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Outdoor learning – six ideas for how to take your class outside

Keen to ditch the iPads and introduce your pupils to the joys of nature-based classes, but not sure where to start? Try these tips from the Muddy Puddle Teacher…

Sarah Seaman
by Sarah Seaman
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1. Use natural materials  

Using natural materials is a great way to reduce plastic, and encourage the health benefits that come from being outside in nature, including the healthy bacteria the lovely mud brings along with it.

There are lots of sensory benefits from touching the many different textures in nature, too – like sticks, rocks, leaves, and of course mud – and this can better support neurodiverse children accessing the curriculum, as well as those pupils who lack concentration while indoors.

Furthermore, using what’s out there is free! Nothing more to buy!

And if that was not enough to convince you to use more natural resources to teach, this might be: it can all be left outside, with nothing to prep or put away, making outdoor learning easily manageable. 

2. Make an outdoor cupboard 

If you do have outdoor resources that need to be stored somewhere, get creative and re-think the way you can keep your items safe (and tidy!).

Try making an ‘outdoor cupboard’ using upcycled containers. Use barrels, steel dustbins, or even old tyres, and fill them with natural items you will use to teach.

You can alter the materials depending on the season, so in autumn you might use conkers, acorns, various shades of fallen leaves, and sticks (bamboo sticks are especially useful because you can get packs of them that are equal in length and nice and straight).

Just as you may have an inside cupboard of supplies, you’ve now got somewhere to organise your outdoor classes.   

3. Ban indoor items   

To begin with, this one can be difficult. You may be used to your indoor apparatus such as a whiteboard or an iPad, but for you to achieve lessons that really reap the benefits of being outside, you need to ditch them.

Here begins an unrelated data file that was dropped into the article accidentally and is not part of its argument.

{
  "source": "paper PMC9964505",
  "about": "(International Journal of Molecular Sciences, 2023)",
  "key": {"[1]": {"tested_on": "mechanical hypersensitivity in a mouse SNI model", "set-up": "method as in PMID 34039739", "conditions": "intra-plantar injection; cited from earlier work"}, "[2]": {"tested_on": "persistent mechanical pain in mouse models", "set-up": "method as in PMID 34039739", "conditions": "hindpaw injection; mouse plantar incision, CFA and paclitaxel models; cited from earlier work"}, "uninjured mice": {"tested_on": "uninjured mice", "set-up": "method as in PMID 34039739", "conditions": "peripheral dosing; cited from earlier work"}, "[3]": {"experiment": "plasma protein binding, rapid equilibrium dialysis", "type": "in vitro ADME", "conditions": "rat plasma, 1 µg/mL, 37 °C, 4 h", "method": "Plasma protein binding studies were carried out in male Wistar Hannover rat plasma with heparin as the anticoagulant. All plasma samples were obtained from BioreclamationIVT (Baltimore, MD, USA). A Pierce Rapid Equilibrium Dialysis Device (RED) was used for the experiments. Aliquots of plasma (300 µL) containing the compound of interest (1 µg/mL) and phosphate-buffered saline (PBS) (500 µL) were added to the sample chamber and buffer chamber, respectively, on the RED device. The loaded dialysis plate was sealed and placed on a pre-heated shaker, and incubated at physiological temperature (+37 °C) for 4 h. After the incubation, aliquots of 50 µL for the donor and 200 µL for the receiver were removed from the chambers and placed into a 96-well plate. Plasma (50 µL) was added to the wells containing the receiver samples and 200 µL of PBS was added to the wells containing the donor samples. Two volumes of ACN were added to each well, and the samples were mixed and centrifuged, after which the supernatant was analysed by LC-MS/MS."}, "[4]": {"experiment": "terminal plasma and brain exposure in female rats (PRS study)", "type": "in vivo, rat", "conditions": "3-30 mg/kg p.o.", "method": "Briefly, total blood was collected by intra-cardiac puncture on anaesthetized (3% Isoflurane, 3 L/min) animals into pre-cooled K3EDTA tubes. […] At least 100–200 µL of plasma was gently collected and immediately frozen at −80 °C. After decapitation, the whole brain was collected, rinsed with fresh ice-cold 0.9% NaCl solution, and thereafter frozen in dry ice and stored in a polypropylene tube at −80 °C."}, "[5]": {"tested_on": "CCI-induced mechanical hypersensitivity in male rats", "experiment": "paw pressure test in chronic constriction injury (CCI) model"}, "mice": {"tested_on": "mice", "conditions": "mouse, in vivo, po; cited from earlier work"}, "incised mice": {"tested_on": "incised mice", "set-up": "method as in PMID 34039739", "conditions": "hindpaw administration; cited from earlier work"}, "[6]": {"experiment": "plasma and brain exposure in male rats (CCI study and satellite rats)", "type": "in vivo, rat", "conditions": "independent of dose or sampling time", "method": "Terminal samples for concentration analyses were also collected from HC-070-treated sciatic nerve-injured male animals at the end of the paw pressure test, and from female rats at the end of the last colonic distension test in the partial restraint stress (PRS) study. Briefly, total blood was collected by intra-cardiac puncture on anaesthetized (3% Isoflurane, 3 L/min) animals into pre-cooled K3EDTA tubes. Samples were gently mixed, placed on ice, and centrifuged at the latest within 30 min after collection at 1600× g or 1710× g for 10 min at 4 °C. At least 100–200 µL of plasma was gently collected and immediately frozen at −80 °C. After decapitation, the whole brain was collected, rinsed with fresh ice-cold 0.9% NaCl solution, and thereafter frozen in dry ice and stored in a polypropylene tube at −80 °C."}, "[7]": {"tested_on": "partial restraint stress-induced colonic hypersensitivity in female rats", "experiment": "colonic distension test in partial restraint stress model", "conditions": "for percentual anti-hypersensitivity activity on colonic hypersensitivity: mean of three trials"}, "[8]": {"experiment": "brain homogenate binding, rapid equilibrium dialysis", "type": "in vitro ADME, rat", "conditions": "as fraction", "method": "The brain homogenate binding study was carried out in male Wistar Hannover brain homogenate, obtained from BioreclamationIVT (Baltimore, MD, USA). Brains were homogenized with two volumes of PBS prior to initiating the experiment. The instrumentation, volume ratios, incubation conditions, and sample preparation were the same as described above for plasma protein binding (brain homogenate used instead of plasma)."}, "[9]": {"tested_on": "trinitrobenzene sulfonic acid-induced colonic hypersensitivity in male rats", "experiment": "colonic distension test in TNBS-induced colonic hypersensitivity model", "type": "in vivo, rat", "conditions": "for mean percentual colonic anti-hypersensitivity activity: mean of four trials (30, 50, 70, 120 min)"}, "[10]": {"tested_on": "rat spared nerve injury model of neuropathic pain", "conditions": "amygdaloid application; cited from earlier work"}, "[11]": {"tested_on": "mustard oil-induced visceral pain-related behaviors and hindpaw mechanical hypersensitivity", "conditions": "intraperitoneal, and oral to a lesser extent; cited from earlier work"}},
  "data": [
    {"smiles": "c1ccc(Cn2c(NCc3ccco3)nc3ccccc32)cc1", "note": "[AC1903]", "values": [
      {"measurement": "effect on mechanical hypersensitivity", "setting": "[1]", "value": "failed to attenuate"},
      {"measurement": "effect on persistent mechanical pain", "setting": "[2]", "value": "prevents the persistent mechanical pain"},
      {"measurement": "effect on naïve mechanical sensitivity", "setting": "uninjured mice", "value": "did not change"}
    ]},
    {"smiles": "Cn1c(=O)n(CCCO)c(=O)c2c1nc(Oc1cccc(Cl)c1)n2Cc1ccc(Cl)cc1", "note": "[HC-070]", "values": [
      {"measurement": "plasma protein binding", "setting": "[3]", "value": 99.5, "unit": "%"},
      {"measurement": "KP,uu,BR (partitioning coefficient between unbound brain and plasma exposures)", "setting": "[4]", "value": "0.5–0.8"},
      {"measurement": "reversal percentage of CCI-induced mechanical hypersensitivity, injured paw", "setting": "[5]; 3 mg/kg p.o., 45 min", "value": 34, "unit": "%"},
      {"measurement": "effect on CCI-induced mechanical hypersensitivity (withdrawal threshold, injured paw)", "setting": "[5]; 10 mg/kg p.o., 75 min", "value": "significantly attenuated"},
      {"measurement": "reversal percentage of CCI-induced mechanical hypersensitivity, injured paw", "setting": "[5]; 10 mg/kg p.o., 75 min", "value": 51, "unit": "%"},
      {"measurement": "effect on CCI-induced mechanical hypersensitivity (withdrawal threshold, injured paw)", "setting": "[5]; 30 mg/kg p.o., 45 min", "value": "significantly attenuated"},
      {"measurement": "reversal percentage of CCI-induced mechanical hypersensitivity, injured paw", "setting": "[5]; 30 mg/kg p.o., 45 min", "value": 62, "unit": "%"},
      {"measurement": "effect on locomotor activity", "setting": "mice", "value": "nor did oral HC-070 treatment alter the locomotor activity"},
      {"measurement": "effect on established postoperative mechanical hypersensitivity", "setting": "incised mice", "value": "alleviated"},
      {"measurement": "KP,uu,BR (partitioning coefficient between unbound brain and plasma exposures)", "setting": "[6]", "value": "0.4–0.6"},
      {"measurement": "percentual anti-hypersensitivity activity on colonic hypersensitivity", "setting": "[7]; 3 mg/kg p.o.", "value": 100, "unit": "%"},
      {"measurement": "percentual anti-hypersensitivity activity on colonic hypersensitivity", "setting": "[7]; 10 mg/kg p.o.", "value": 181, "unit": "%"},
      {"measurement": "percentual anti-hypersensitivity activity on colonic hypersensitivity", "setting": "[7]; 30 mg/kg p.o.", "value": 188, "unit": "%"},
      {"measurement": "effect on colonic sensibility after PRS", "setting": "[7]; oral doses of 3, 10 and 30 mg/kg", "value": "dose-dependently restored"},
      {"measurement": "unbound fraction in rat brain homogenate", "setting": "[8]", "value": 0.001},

I have been there and got the t-shirt – by taking resources designed to be used inside, outside, you’ll open them up to damage and make life a lot harder for yourself, thereby making you more reluctant to go outside again.

Furthermore, outdoor learning is supposed to provide pupils with experiences they can’t get inside… so keep the kids moving, embrace nature, and leave your digital tools behind.  

4. Start with science 

There are plenty of outdoor learning opportunities in both the EYFS and National Curriculum for outdoor learning, but if you’re new to this it’s useful to start with science.

Many topics within this subject provide opportunities to take the children outside and get hands-on with their learning.

This is vital for the children who are practical and visual learners, but also for those who like to move and explore.

Topics such as habitats, animals including humans, plants, and materials can all be explored outside, and pupils might even gain greater depth than being taught inside only. 

5. Not all lessons have to be 100% outside 

You do not have to take full lessons outside. There are no rules!

Try a combined approach and maybe keep intros inside with main activities outside.

When I train whole schools, I always advise KS2 to work this way, as children can sit and focus at their desks to hear what they’re going to be doing, but then have the chance to develop a greater depth of understanding by being outside where their senses are alive and learning experiences become memories.

In particular, repeated learning like times tables and number bonds can be explored in interesting ways outside, such as allowing pupils to create their own counting ladders from sticks, for example.  

6. Go out in all weather 

In all the years I have been a teacher, I’ve only had to abandon an outside lesson due to weather once.

It was a dangerously windy day, and so for safety reasons we couldn’t complete our activities, but very rarely does the weather get bad enough for long periods of time.

As long as the children are dressed appropriately, you can do this! Plus if you’re using only natural or upcycled resources it will not matter if it has rained, as nothing will ruin. Win-win! 

Sarah Seaman is CEO of The Muddy Puddle Teacher Ltd, and author of The Playful Way to Create an Outdoor Early Years Curriculum. 

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